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Farmette 1769

by Monica Melograna-Ward

Tag Archives: ducklings

Mini Duckling 1

Mini Duckling 1 – Pic A

Our first Bantam ducklings have hatched. There are actually only three so far. But we’ll have more than a bucket full before Spring laying is over.

Duckling 1 - Pic B

Duckling 1 – Pic B


Duckling 1 – Pic C


Duckling 1 – Pic D

Farmette 1769’s Bantam-style Call ducks have produced offspring via incubator. Ducklings are very cute. Miniature ducklings are even cuter.

Duckling 1 (Left), Duckling 2 (Close-up) & Duckling 3

Duckling 1 (Left), Duckling 2 (Close-up) & Duckling 3

Ducklings grow quickly. But, these Call duck babies will be no more than a pound and a half when full grown. Bred for attracting hunted ducks, they are also great birds for show and as pets.

Duckling 1 (Left)

Duckling 1 (Left)


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Call ducks are Bantams, which places them in the miniature poultry category. Due to their light body weight, they can fly very well. So, unlike your average heavy farm duck, it is advisable to clip a wing so that they don’t wander too far off.

Clipping the flight feathers from one wing sets both wings off balance, leaving them flightless. The procedure is painless, since feathers are just like finger nails and hair.

Some blood vessels are still active in newly grown feathers, so avoid that area during clipping.

Muriel (left), Hector (right)

Muriel (left), Hector (right)

Duck Video

We bought Muriel, a female Call duck, at Carolina Chickenstock in the Fall of 2012. With a bit of searching early in 2013, we located a male (drake) Call duck for sale near Winston-Salem, NC.

In conjunction with the drake duck, there was also the opportunity to buy a male (gander) African goose to go with Annie, our female Chinese goose. It was a long drive from the Charlotte area to get the drake, so without too much thought, I went ahead and bought the gander too.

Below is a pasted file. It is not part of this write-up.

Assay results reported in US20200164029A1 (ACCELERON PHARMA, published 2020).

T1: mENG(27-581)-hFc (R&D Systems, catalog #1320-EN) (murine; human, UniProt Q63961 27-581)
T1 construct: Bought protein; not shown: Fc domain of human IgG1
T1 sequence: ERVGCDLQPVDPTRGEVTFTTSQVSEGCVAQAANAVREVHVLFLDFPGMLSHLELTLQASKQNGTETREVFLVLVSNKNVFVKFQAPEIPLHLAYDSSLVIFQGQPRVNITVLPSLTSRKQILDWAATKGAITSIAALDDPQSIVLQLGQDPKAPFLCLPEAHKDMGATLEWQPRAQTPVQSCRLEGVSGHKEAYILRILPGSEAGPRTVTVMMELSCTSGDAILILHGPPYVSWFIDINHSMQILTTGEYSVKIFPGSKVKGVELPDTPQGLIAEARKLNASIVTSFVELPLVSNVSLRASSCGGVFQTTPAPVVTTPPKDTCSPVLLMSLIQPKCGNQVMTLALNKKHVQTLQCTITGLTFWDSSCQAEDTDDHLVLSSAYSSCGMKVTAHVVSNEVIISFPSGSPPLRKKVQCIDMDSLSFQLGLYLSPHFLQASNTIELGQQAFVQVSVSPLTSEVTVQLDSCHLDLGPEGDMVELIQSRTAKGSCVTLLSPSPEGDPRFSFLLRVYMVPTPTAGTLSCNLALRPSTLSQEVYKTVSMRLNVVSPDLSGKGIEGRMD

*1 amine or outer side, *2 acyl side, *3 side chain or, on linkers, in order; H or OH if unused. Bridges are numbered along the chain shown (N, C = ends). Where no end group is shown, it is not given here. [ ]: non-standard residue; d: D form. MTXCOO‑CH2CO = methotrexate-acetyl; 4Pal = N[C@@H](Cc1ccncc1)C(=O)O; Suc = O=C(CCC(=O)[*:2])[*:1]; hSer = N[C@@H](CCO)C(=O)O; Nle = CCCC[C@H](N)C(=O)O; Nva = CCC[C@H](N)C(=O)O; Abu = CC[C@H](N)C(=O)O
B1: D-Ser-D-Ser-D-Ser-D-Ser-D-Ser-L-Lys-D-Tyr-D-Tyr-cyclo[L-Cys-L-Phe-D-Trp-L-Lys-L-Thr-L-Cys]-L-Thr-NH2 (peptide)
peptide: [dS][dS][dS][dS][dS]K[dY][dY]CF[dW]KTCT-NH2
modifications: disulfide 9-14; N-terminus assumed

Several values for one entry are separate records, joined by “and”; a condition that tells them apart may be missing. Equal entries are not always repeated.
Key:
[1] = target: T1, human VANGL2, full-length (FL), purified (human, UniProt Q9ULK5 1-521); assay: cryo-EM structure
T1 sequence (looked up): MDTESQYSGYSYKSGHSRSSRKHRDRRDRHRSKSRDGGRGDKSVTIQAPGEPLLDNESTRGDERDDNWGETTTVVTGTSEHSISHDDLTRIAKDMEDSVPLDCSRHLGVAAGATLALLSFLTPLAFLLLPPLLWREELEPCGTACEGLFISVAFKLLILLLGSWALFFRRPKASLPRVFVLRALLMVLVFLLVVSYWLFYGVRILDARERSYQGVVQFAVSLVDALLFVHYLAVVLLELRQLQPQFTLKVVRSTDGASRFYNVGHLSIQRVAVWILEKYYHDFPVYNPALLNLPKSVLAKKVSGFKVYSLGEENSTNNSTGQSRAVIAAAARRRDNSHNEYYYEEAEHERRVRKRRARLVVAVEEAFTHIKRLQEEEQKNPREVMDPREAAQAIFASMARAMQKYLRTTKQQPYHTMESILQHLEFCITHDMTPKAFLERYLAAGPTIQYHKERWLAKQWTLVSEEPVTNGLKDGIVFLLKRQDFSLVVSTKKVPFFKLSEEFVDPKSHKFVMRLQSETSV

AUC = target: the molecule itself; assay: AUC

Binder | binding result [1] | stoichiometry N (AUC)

Muriel seems happy with her new duck boyfriend, Hector. They waddle around together, taking an occasional dip in the baby pool or a spare water pan. They are both super cute and easy to handle. Bantam breeds take up less space/accommodations and also consume less feed. Miniature livestock fit well here at our little farmette.

Our Annie, seemed content with her surprise boyfriend, Robert. They quickly become a bonded pair of closely related (both from the Swan Goose) domesticated geese.

Geese Video

Robert (left), Annie (right)

Robert (left), Annie (right)

The thing is, we don’t have a pond, stream or a fenced section of land for them, so there were second thoughts. I made the decision that the best thing was to get these full size (Standard) geese out of their pen and into the hands of someone with a more suitable set-up. They were sold to Kunekune Pig Preserve here in NC. One section of the preserve boasts a large fenced area with a big pond. They should be comfortable and safe at their new home.